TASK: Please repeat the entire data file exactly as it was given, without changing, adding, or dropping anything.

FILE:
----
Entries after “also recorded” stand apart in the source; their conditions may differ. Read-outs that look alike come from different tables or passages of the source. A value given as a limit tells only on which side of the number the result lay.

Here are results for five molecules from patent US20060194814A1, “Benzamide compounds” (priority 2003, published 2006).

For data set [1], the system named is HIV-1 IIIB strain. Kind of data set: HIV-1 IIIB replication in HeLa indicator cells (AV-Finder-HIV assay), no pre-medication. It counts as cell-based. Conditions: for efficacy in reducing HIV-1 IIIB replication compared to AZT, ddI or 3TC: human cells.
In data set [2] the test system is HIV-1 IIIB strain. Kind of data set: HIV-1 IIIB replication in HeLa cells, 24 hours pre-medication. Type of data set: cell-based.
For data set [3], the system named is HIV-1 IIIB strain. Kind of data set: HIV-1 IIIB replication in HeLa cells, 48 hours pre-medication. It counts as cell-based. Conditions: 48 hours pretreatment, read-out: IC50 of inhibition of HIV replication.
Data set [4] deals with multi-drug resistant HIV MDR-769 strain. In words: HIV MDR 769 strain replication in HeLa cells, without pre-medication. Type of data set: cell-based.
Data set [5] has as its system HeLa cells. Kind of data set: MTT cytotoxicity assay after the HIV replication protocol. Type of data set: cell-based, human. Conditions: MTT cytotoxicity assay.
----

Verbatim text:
Entries after “also recorded” stand apart in the source; their conditions may differ. Read-outs that look alike come from different tables or passages of the source. A value given as a limit tells only on which side of the number the result lay.

Here are results for five molecules from patent US20060194814A1, “Benzamide compounds” (priority 2003, published 2006).

For data set [1], the system named is HIV-1 IIIB strain. Kind of data set: HIV-1 IIIB replication in HeLa indicator cells (AV-Finder-HIV assay), no pre-medication. It counts as cell-based. Conditions: for efficacy in reducing HIV-1 IIIB replication compared to AZT, ddI or 3TC: human cells.
In data set [2] the test system is HIV-1 IIIB strain. Kind of data set: HIV-1 IIIB replication in HeLa cells, 24 hours pre-medication. Type of data set: cell-based.
For data set [3], the system named is HIV-1 IIIB strain. Kind of data set: HIV-1 IIIB replication in HeLa cells, 48 hours pre-medication. It counts as cell-based. Conditions: 48 hours pretreatment, read-out: IC50 of inhibition of HIV replication.
Data set [4] deals with multi-drug resistant HIV MDR-769 strain. In words: HIV MDR 769 strain replication in HeLa cells, without pre-medication. Type of data set: cell-based.
Data set [5] has as its system HeLa cells. Kind of data set: MTT cytotoxicity assay after the HIV replication protocol. Type of data set: cell-based, human. Conditions: MTT cytotoxicity assay.